APAP, George (1939 – 2019)
B. Gozo, Malta 10.6.1939. D. Louis Apap (b. Malta, 1894), worked in fodder store, and Josephine Apap nee Camillero (b. Malta 1902). M. Margaret Stevens, home duties 1959.
Trade unionist. Educated Gharb Gozo Public School. Came to Australia August 1953. At the age of 20 began working on the Melbourne wharves for ANL , job delegate. When the first 20 tonne crane was introduced to the docks in Melbourne in the 1960’s he refused to allow a demonstration for the Minister of Transport (Menzies government) for safety reasons. In late 1950’s there were weekly strikes due to the Hurses (father and son wharfies who were DLP members who refused to pay union levy) – all the wharfies walked out when they went on a ship – case eventually went to High Court where unions won right to levy members – he had to organise the local Melbourne strikes. In 1967 ANL upgraded the exhaust systems and wanted to get rid of the ‘puffer man’ (tested in holds of ships for fumes from cars and trucks) – he addressed the workers on the safety aspects and this led to strike which delayed ships – he won the case. Joined ALP in 1960, 1965 President of the Young Labor at Broadmeadows sub-branch, helped in election campaigning and fund-raising – organised a dance that got attendance of 1,000 a week. November1969 became organiser for the Storemen and Packers Union. During a 6 month period there were 32 stoppages at SeaTainer, he successfully resolved this dispute. In January 1973 went to SA for 2 weeks to review the operation of the SA Branch and sort out their financial problems’ was asked to stay on by the Committee of Management – refused appointed but went to election for position of Secretary and won with 84% of the vote; increased membership from 1,200 to 3,000 in 18 months; started with debts of $12,000 which increased to assets of $1million when he left 20 years later. 1974 campaigned for 35 hour week at Ad Oil Refinery Port Stanvac, on strike for 3½ weeks and SA ran out of fuel – he had to have a 24 hour police guard; won dispute and were first group of workers to get 35 hour week. Led 1976 wool store dispute that went for 6 weeks, ran a 24 hour picket for duration of dispute – farmers threatened to do work in the wool store; dispute won. In 1973, with Ron Barclay (q.v.) started the May Day Committee with the first march taking place in 1974. In August 1975 was part of a five person delegation for the ACTU to visit Athens for 3 weeks – this was 12 months after the junta had thrown out trade unions and they were helping to rebuild trade unions in Greece, he marched with 500,000 workers in Athens against Franco’s political killings in Spain. Joined the Peace committee in early 1980’s. From 1980 was union rep for Correctional Services Board on Community Orders. In 1985 went to the Philippines for a 5 day visit to trade unions, donating money and giving Australian support to the Nestles strike where workers had been on strike for 12 months – he organised Australian wharf workers to ban containers being unloaded and helped to win the strike – he was carried on the shoulders of workers throughout the Philippine factory. On ALP Executive 1978-87, held positions of Junior VP (1986), Senior VP (1987) – he was the only person never to be President from the position of Senior VP – he was expelled from the ALP in 1988 for challenging Premier Bannon for not doing enough for workers and for criticizing the Hawke leadership. In 1995 stood for a Federal seat for the Greens. Member of the UTLC Executive 1975-83, President UTLC 1981/82. Retired December 1992 and hhe was very active in community until his death on 3 May 2019.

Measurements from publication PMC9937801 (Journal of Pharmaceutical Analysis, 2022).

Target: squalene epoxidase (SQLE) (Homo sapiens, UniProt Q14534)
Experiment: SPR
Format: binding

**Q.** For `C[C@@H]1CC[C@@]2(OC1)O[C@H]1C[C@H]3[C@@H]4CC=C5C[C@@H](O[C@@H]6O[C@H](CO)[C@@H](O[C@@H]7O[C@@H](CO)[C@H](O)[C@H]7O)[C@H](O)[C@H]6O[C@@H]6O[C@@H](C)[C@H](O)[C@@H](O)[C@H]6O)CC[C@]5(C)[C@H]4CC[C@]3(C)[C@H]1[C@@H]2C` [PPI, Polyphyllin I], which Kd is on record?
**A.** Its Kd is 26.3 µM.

3 thoughts on “George Apap”
George was the candidate for Port Adelaide for the Greens in 1996, the first year that the Australian Greens had ever run candidates in South Australia. He worked very hard in the campaign and was the only Greens candidate that year to win over 4%. Paul Petit
Im his daughter and there are alot of mistakes in this profile. Facts should be correct when written.
Unfortunately there are bound to be mistakes in a large project such as this; however, we would welcome a corrected entry on your father and I can replace the information that is here (and, of course, credit you as the author). Let me know if you would like to do this. Kind regards, Julie (Julie Kimber, firstname.lastname@example.org)https://labourhistorymelbourne.wordpress.com/wp-admin/edit-comments.php#comments-form